[26:56] Because they know that that is what they depend on. They know that's where their full salvation is going to be accomplished so that for them to have full salvation, body and soul, they depend on Jesus fulfilling his work on the cross. In other words, it's not just the people on earth who were looking forward to the coming of the Messiah. It was also the souls in heaven.

[27:26] Both heaven and earth were looking forward and longing for the day when the power of sin was going to be broken, when victory over death would be won and when the kingdom of God would be established with Jesus on the throne of heaven. Because that is what heaven and earth needs.

[27:47] And I think this is proved by the fact that think back to when Jesus was born. What did heaven do? Heaven filled the sky with angels and proclaimed good news and rejoiced because the moment that heaven and earth has been waiting for has finally come. And that's why Moses and Elijah are looking forward to the cross talking about what Jesus is going to accomplish. Because it is through that cross that both heaven and earth are going to be renewed and restored and our full salvation is going to be accomplished. And I think this is fascinating because it reminds us that it shows us that that the Bible is not just concerned with saving the world. We often think the Bible is just talking about saving the world, but I think the real truth has been shown to us on the mount of transfiguration.

[28:48] Both heaven, both earth and heaven are waiting in anticipation for the saving work of Jesus Christ on the cross. And the great point been highlighted in all of this is that every single person, whether it's from the days of the Old Testament to the era of the New Testament, right up to the last days today, every single person needs Jesus. Moses needs Jesus. Elijah needs Jesus just as much as you and I need Jesus. It is all totally centered on the cross.

[29:34] And that is why Jesus came down from this mountain. Now just think about that for a moment.

[29:48] Jesus went up that mountain, here we get a glimpse of who Jesus is, here we get a glimpse of the glory that he really has. This is the realm where Jesus really belongs. Jesus belongs in the realm where his clothes are dazzling white and his face and appearance is absolutely radiant. He belongs in that glorious stunning splendor. That's where he belongs. And he went there at the top of the mount of transfiguration, but he came back down. And the reason that he came down is because humanity desperately needs him to go to the cross. And that was why we read all the way through to verse 51, because what did Jesus do after this great moment? You think of that, he had that stunning moment at the mount of transfiguration. And if that was me, whenever something great happens in your life, you tend to look back at it, don't you? You look back to the great moments, you think that that was brilliant and you look back and you look back and you think, wow, that was amazing. Did Jesus do that? No, he didn't. He came down from the cross and what did he do? He set his face for Jerusalem.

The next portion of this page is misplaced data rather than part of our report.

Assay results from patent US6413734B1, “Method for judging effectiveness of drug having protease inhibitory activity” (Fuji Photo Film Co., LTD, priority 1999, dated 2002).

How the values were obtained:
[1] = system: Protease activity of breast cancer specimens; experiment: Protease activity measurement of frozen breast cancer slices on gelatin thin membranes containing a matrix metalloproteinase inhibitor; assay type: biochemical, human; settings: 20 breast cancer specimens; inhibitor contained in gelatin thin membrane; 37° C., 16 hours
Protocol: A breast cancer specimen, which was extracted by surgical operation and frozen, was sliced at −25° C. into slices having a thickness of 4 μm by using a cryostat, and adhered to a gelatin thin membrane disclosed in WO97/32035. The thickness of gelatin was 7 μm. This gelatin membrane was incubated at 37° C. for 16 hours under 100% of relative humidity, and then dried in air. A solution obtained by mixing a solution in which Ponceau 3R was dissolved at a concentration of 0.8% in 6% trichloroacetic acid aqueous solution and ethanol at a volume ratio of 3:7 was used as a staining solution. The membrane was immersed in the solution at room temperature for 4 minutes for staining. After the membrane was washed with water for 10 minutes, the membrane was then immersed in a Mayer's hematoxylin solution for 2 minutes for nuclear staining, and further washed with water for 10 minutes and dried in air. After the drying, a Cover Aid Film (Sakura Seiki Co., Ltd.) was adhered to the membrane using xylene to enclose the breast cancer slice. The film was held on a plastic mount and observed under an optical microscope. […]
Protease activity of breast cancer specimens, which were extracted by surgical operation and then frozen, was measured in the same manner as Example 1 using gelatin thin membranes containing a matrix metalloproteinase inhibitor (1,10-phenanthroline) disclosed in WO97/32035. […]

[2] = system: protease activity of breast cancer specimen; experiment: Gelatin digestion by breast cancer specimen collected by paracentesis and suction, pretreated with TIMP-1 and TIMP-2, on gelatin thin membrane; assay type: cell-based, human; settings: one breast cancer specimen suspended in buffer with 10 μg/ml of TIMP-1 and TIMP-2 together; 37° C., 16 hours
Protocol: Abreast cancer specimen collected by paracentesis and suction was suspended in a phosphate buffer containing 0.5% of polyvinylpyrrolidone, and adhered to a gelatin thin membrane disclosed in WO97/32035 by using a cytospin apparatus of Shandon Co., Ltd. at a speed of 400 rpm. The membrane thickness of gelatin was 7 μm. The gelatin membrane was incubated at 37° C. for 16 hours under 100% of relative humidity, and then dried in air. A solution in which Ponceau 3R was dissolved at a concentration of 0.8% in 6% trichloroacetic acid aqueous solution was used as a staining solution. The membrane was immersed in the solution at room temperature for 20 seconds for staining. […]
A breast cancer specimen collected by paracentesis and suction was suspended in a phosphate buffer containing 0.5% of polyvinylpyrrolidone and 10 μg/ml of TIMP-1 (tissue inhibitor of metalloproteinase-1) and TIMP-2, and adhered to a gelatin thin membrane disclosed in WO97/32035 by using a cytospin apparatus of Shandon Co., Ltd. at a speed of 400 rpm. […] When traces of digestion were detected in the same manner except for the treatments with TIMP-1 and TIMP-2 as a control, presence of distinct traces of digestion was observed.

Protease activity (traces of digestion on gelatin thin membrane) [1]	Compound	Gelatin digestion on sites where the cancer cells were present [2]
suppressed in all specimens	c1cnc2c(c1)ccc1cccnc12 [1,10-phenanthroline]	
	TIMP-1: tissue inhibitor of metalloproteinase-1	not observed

[31:09] He said, I'm going to that cross, because these people need me to die for them. On the mount of transfiguration, we see what heaven and earth really need. Number five, here we see what humanity is really like.

[31:36] So on this mount on top, you've got this wonderful record of the dazzling splendid of Jesus. You've got the remarkable appearance of Moses and Elijah. You've got the whole Bible coming together. You see heaven and earth looking forward to the cross and then in amongst all of that, you see three weak, tired, pathetic disciples who don't really know what to say or what to do.

[32:12] Peter made an attempt to speak. He said, let's make three tents, one for you, one for Moses, one for Elijah, not knowing what he said. And here we are being reminded of what humanity is really like. Here you have Peter, James and John. They don't know what to say and they don't know what to do.